It was the year we all knew was going to be bad. It was just a question of how bad. The key events everyone was waiting for, with bated breath, were the general election in May and George Osborne’s Comprehensive Spending Review in October
As we now know, both the election and the CSR have left the industry wounded and plenty of firms have buckled under the pressure, including major industry players Connaught and Rok (see Unhappy Endings). Still, some comfort can be taken from the fact that the industry itself is still alive and kicking - but with a lot to kick against. For those that survived the year, it has been a case of reassessing business plans, moving into emerging markets and adopting survival strategies.
From main contractors to architects, consultants and specialists, the ability to adapt has been a saving grace. Firms that didn’t put all their eggs in the public sector basket have best survived its collapse. For those that did, the latter half of 2010 could not have been much bleaker as the coalition government slashed public projects. The cancellation of the £55bn Building Schools for the Future programme in July piled on the pressure.
Firms that had spread their workload across public and private, or had already started to pursue work in emerging markets such as Brazil, India, North Africa and China, were in a far less precarious situation this year. But they too must prepare for a difficult 2011 as the rush to the private sector continues, increasing competition.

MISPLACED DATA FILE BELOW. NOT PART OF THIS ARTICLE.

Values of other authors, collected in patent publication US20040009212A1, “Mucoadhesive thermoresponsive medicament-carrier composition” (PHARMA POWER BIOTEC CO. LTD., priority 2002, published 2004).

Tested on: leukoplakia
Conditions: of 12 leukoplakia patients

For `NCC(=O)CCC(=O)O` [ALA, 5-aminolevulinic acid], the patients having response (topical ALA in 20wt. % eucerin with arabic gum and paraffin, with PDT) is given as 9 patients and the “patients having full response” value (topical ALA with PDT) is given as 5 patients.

A survey of the top 15 contractors, consultants and architects in May showed that every firm was planning to reduce its public sector workload considerably over the next year to three years, replacing it with private sector projects. The question is how sustainable this is. While commercial and retail projects are finally showing signs of life, it is certainly not happening quickly enough, or in sufficient volumes, to support such a huge number of firms desperate for work.
2010 has also been the year of the client - particularly in the private sector where firms have been able to exact a lot more from their contractors and consultants. Hammerson’s Vinod Thakrar has admitted that getting contractors to take on the risk on a project is much easier these days - firms desperate for work will say yes to almost anything. Even so, private clients have also been one of the heroes of the year with lots of work in the pipeline for 2011 and beyond. Not only that, but the vast majority is yet to be sewn up and clients are looking for new supply chain members to deliver it. Some welcome good news.
Not that bad news ever went away. Towards the end of the year, Ireland’s economy came crashing down, bringing its construction market along with it, more redundancies were announced at major UK firms and construction work fell 22% in November as public work dried up.
A grim story indeed, leaving the industry in no doubt that 2010 was the year the public sector fairy tale came to a swift end. But it wasn’t all bad - which is why we have kicked off our review of the year with the heroes of 2010 - something a little more positive to ease you in.